“Your four are likely to fall soon,” chortled the copper. He seemed to delight when things fell apart, so much a cynic was he. Within the orery were several dragons, all watching a massive shimmering sphere floating in the center of the vast chamber. Within the sphere, an image of a pitched battle between a group of spriggans and four friends. Although the four had done considerable damage, the numbers against them, and lack of immediate means of escape, were beginning to take their toll.
“Perhaps there were errors in interpretation or reading. Possibly in judgment,” muttered the copper, leaving the last word to linger in the air. A cynic, indeed.
Orsha’ra’ak could bear the copper’s taunts no longer. “Refer again to the 5th of the Morgal Tracts, lines 47 through 51 in particular. The wave, the destruction from the sea –‘the Devourer lashes at the clouds’ – it clearly fits what we have beheld. And consider the connection between these and the 72nd line of the 15th Tract,” the cloud dragon stated as she conjured another, smaller sphere near the one in which the srcy was visible. The cloud dragon let the last remark hang in the air, as if to be slowly digested by those present.
A seemingly disparate collection of images of carvings, terrain features, dragonmarks, and script appeared. When taken together, the lot shared a striking similarity: the lines, curves, and symbols of the most ancient draconic script, the language suggested by the marks, and in which was written the Prophecy.
“It is too clear to ignore. There is no more explicit line in all the Prophecy – none have discovered or deciphered anything more clear. It is almost blunt in what it states.” Orsha’ra’ak traced a foggy line in the air, connecting the pieces in his image together to highlight the 72nd line, and in so doing had backed the cantankerous copper into a corner.
It was the copper, years ago, who had first deciphered the stanza that included the shockingly explicit line. It was the copper whose reputation had, in part, grown significantly after he demonstrated the depth of his skill and knowledge in successfully deciphering this complex series of connections.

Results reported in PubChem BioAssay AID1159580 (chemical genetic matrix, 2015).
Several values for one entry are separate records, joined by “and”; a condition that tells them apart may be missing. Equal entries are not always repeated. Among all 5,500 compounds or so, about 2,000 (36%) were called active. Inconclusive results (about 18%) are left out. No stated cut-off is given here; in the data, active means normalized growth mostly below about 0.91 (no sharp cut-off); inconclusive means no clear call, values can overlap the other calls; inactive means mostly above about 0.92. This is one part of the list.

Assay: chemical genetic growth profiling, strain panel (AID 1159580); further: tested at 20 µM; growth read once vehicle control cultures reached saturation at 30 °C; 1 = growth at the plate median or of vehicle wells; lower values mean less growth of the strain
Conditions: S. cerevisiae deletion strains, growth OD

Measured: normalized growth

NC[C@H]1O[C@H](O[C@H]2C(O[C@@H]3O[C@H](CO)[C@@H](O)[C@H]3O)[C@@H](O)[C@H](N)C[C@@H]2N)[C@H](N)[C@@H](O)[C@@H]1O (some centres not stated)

A pause, and a grunt from beneath was all the others needed to know the copper’s mind; he would not back away from his own accomplishment. The cloud dragon’s connection between what was happening before them and that single line was also impossible to dispute, as it was obviously a result of the copper’s reasoning and interpretation model – the protocol that had made him so revered.
A mighty silver’s eyes met those of Orsha’ra’ak and they shared a momentary glance. The silver disappeared in a muted flash.
Half a world away, the battle raged. Mishka held his own against the spriggans, and did his best to hold back the bleeding from his abdomen. If he was to fall, he would do so in the service of his brothers. Still, it seemed unreal that he was so close to death, here in Droaam. His vision blurred and mouth became dry as he swung again, and tried to think clearly enough to position himself so as to prevent the killing blow. So busy was he trying to survive that he did no notice the large horsefly that appeared suddenly next to him; nor did he notice as it landed on his neck. He stepped to his left, and immediately realized his mistake as the spriggan’s eyes widened with excitement: Mishka had stepped directly into the path of a wide, powerful swing of his halberd. Just as the jagged blade made contact with his armor, he felt a sudden jolt of energy; as it bit through his armor and into his side he felt pain; and as his vision blackened and he felt the sensation of collapsing, he also felt a familiar warmth spread throughout his body. His last thought was that it seemed odd that death felt so much like life.